The British Music Embassy may have been one of the places to (virtually) be last week, but the beauty of SXSW has always been stumbling on some unexpected gems.
Taking place online for the first time, this year’s stumble was slightly different, now taking place via online “rooms”, but the gems were as shining as they would be IRL.
Check out some of the best below…
Heading over to the virtual Afrofuture Sounds stage, Darkoo shows off just why she’s one of the rising stars in the Afrobeat scene, with an (extremely) short but very sweet set. With a one song show, Darkoo swerves last year’s viral R&B sizzler ‘Gangsta’ (which scored the number 1 spot on the Official Charts Afrobeats Tracks of 2020), and opts instead to show off latest single ‘Pick Up’. A vibey track all about the very-unvibey feeling of getting ghosted, Darkoo flexes her melodic muscles in front of a school-picture-day-esque backing, looking effortlessly cool as her slick vocals emotionally detail “When I call you, no pick up” over the soaring backing. Like when Anne Hathaway pinched the Oscar for the 10 mins she was in Les Mis, the West London genre-blurring artist manages to create a standout performance with just one song, so if you were thinking of ghosting her IRL, it’s probably time to think again.
Bilbao gang Belako kick things off at the Sounds from Spain showcase with a ramshackle trio of tracks that land between fellow Spaniards, Hinds and the lo-fi charm of Chastity Belt. Gathered around the drum kit in family portrait formation, what they give off in cutesiness they make up for with ‘The Craft’ - a nod to the witchy classic and its “light as a feather, stiff as a board” key scene. Elsewhere, London-dwelling, Murcia-born Alien Tango seem to have raided a box marked ‘kooky’ and decided everything fits. Singer Alberto Garcia is sporting a Phil Collins t-shirt; trippy visuals launch themselves at the screen; one song flits between literal “tra la la”s and wild screams. It’s all just a bit grating and only lifts for their final song: a more linear psych number that tries a lot less hard.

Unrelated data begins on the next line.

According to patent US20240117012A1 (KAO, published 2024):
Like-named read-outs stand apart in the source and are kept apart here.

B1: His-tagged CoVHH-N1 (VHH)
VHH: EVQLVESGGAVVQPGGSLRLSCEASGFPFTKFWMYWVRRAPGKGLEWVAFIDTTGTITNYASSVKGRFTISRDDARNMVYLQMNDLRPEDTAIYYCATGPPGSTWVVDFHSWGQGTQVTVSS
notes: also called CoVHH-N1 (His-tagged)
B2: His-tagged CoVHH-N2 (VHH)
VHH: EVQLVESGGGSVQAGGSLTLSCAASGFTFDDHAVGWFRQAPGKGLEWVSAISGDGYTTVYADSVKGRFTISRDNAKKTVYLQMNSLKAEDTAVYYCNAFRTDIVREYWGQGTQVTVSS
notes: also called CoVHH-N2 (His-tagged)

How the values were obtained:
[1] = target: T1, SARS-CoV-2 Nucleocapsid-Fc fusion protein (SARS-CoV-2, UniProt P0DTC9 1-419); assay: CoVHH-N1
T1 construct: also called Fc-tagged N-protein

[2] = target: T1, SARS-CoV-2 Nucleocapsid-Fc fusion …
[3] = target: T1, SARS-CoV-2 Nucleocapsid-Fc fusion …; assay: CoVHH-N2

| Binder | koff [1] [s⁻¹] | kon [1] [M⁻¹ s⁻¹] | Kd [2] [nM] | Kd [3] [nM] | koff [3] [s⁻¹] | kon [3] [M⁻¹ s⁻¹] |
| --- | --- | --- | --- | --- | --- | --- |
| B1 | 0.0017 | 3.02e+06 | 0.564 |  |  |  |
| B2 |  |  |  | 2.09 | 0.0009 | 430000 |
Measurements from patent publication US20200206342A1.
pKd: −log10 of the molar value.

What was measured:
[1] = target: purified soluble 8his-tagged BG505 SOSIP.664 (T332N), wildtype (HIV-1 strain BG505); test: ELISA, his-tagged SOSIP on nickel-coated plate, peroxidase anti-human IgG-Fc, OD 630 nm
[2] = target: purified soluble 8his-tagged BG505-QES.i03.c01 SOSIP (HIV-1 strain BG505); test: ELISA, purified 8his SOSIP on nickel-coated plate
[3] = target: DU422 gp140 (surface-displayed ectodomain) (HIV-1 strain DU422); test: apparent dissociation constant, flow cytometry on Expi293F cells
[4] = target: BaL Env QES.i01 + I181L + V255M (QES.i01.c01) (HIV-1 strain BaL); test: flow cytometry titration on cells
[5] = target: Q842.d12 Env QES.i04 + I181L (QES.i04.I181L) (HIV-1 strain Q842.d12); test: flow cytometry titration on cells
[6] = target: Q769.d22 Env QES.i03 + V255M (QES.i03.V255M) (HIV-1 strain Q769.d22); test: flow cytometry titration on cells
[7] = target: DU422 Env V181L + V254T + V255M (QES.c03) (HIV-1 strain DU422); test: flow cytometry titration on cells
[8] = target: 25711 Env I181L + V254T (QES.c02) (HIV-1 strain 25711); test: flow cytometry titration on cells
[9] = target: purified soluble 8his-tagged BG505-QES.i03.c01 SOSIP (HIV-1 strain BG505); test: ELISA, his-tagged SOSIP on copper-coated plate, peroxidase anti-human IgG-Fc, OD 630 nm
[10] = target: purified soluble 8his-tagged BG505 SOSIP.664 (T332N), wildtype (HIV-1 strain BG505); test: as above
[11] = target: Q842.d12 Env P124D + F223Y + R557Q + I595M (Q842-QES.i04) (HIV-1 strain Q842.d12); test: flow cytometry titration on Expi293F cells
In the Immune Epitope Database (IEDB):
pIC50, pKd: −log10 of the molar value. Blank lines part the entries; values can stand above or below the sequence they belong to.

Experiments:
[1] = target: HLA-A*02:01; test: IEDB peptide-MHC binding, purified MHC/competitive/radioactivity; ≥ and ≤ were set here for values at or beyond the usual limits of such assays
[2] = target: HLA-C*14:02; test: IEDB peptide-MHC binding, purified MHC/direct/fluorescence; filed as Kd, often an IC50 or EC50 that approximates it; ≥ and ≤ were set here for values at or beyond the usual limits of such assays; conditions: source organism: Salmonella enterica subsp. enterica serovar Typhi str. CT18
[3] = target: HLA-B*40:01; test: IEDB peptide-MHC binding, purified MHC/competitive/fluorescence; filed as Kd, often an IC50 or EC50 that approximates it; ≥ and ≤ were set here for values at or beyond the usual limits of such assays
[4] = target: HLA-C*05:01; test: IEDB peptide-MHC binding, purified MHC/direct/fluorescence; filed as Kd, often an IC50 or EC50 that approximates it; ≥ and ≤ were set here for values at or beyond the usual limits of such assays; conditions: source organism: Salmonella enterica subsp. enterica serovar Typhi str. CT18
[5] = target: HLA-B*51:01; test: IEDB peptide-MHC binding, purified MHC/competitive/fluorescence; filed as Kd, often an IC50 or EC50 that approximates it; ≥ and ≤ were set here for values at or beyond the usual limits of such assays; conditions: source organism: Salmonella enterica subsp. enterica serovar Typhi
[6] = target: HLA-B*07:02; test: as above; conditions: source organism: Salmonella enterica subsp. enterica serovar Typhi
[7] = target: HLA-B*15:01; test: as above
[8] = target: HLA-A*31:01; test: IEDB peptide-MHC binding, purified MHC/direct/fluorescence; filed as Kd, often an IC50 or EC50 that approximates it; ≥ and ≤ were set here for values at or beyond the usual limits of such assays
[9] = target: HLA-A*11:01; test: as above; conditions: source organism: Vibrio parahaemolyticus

In Montreal, meanwhile, Paul Jacobs offers up a set that’s at least 100 times more chill than when his main band Pottery stormed SXSW back in 2019. Just the singer and a pal on keys, his lilting, laid back jams set him up in the world of Kevin Morby and the like. Though two tracks barely scratch the surface - the second, a more propulsive offering that nods to Arcade’s Fire’s ‘Keep The Car Running’ - there’s a silver lining to the succinctness: full of the kind of hazy sunshine good vibes that would sound perfect on a dusty Texas porch, we’re at least only left yearning for the festival IRL for a short burst.
Streaming from across the pond, Maliibu Miitch urges everyone watching from their computers to “turn up”, which may have been a definite result of her fire rap verses under any other circumstances, but sound problems result in the rapper’s set sounding quiet and rattly throughout. A shame, as Maliibu commands the room she’s in, opening the set with last year’s ‘Let’s Be Honest’ before her breakthrough bop ‘Give Her Some Money’ manages to still shine despite the shitty sound.
No sound problems hinder headliner Yung Baby Tate however, who performs a show-stopping set, that sees her delivering hit after hit surrounded by a set that looks part 90s music video and part high-tech TV performance. “My name is Yung Baby Tate, but you already know who I am,” she smirks, diving into bangers including viral smash ‘I Am’, ‘Bounce’ and ‘Rainbow Cadillac’, with the very apt and true lyrics of “If it wasn’t for Corona I’d pack this club”. Bossing it throughout, her stage presence keeps you hooked from start to finish, especially when a transition from ‘Baecation’ into the delicate ‘Let It Rain’ allows her to show off her incredible vocals as she covers a snippet of SWV’s ‘Rain On Me’. Ending the set with a brand new track called ‘Me First’ that is set to feature on her upcoming ‘After The Rain’ deluxe EP, the bop is all about self-love and self-acceptance, and perfectly seals the deal that Yung Baby Tate is one to watch.